An annuity is a financial product that can be purchased (i.e. from an insurance company or investment company) to be utilized in a retirement or long-term savings plan. It provides you with a stream of income monthly, quarterly, annually or in a lump sum.

It can lock you into a contract for a significant period of time during which you may be penalized for early withdrawal of all or part of the money.

What are the Different Types of Annuities?

You can work with an insurance company to structure the annuity to meet your specific needs. The annuity can be drawn up to pay out over a specified period of time, such as for the life of the annuitant or just until twenty years. Annuities can be fixed or variable, or may offer a hybrid feature called an indexed annuity.

  • Fixed Annuity: As the name suggests, a fixed annuity contract can be structured to provide a guaranteed income for a fixed term.
    • They are an insurance product and as such, have many of the same benefits of other insurance products, like life insurance policies.
    • There is tax-deferred growth, safety of principal and guaranteed income payments, but you can be penalized for early withdrawal if done outside the permitted locked period
  • Variable Annuity: A variable annuity is an investment product that allows you to select where you want your money to be invested. You may achieve higher rates of return depending on your investments, but your income stream amount is not guaranteed.
    • A variable annuity can be structured to include a guaranteed death benefit that will give the beneficiary death benefits before the annuity begins paying cash.
    • Withdrawals here are also limited with early withdrawal penalties that may be prohibitive. Variable annuities are considered securities so are regulated by the SEC.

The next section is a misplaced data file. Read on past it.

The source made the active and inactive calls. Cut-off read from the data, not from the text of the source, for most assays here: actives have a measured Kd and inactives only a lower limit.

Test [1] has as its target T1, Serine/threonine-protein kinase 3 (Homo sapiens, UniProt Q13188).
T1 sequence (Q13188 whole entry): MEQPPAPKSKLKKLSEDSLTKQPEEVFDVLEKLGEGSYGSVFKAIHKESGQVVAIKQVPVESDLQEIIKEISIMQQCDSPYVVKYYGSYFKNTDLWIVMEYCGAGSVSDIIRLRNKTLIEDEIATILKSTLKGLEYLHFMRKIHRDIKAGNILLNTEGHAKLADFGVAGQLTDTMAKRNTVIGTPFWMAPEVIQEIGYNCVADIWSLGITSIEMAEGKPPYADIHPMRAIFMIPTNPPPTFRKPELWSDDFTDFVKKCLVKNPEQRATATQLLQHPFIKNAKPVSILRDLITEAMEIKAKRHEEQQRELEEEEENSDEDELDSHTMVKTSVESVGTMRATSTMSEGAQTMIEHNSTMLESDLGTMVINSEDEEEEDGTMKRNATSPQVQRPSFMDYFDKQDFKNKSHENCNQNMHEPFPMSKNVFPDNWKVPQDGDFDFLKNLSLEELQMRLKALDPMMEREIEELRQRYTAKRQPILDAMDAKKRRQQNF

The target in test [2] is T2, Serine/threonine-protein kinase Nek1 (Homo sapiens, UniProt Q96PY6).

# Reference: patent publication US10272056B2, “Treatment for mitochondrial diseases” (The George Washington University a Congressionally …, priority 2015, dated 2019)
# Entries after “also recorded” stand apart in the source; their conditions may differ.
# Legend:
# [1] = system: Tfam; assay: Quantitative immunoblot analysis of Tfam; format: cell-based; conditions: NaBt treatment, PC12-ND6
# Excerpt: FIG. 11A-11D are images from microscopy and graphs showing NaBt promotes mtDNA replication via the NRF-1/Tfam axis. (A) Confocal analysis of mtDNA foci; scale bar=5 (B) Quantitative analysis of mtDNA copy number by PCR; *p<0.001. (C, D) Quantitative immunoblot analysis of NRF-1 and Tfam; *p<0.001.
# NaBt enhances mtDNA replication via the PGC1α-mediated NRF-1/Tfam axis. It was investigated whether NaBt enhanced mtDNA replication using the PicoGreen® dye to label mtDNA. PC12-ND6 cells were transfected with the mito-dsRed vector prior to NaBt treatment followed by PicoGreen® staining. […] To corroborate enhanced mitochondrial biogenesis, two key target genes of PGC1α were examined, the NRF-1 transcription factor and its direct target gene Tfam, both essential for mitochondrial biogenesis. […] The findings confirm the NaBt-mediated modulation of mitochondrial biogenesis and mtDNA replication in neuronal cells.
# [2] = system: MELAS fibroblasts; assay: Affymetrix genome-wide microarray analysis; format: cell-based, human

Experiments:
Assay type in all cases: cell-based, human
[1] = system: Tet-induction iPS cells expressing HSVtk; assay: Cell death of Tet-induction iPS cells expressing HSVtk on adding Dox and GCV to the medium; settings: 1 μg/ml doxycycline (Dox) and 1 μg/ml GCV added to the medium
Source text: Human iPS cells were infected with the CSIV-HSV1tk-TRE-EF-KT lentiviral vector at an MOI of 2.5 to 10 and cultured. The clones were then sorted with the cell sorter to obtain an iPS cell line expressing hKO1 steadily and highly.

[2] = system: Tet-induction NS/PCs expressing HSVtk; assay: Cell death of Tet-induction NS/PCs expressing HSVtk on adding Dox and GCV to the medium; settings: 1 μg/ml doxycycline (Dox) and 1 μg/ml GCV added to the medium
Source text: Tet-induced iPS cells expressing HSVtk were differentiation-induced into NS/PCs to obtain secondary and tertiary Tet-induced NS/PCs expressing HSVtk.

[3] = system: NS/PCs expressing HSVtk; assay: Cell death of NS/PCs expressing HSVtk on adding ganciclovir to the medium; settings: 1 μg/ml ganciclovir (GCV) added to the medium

• Indexed Annuities: These annuities have features common to both fixed and variable annuities. The insurance company or investment firm offers a return based on the changes in an index, like the S&P 500 Composite Stock Price Index.

What are Some Disadvantages of an Annuity?

While annuities can be a great option to meet long-term planning goals, they carry clear disadvantages. For example, you do not get to access all of your money all at once and there are penalties for withdrawing them before time.

Therefore, before you sign an annuity contract, be sure you are able to leave your money where it is for the length of the contract. It is always a good idea to have cash available on hand, in the case of an emergency.

There also may be a significant commission fee and ongoing investment management fees. As well, annuities are so named because they are based on your life expectancy.

Who Can Sell Annuities?

You can purchase an annuity from a life insurance company or an investment company. Sellers of annuities need to be properly licensed. Annuities are regulated by the Securities and Exchange Commission and the Financial Industry Regulatory Authority.

It is important that you do your research before you decide to sign a contract with a financial company to purchase an annuity. Get different quotes and get recommendations from people you trust. This is an important decision so it is crucial that you understand what each type of annuity offers and whether it is structured to meet your objectives.

Who Can Buy Annuities?

An annuity can be purchased by a defendant in a personal injury lawsuit that can be used to settle with a plaintiff or pay off a judgement. It allows the defendant to authorize payment of a structured settlement or judgment in installments over a specific period of time instead of as a lump sum.

If the plaintiff thereafter wants to receive a lump payment instead of periodic payment, they would sell their structured settlement to a company that offers that service.

As well, they are great for people who need guaranteed retirement income or for people who may need long-term care. However, because of the early withdrawal penalties, they are probably not a great product for younger people.

What Happens to My Annuity If I Die?

The answer to this question depends on your contract. If you die before your beneficiary starts to receive cash from your annuity, your beneficiary can either receive the cash value of your contract or assume payments. If this is considered a premium feature of your annuity, you may have to pay for this additional option.

Do I Need to Consult an Attorney Before I Purchase an Annuity?

Annuities are regulated financial products and are sold through licensed sellers. You should speak to a professional seller—insurance company or investment company—with a top reputation. They should be a company that regularly sells these products and can help you understand the different types of annuities, including their advantages and disadvantages. A finance attorney can help you consider whether an annuity makes sense during a settlement negotiation or to pay damages you have been ordered to pay in a lawsuit.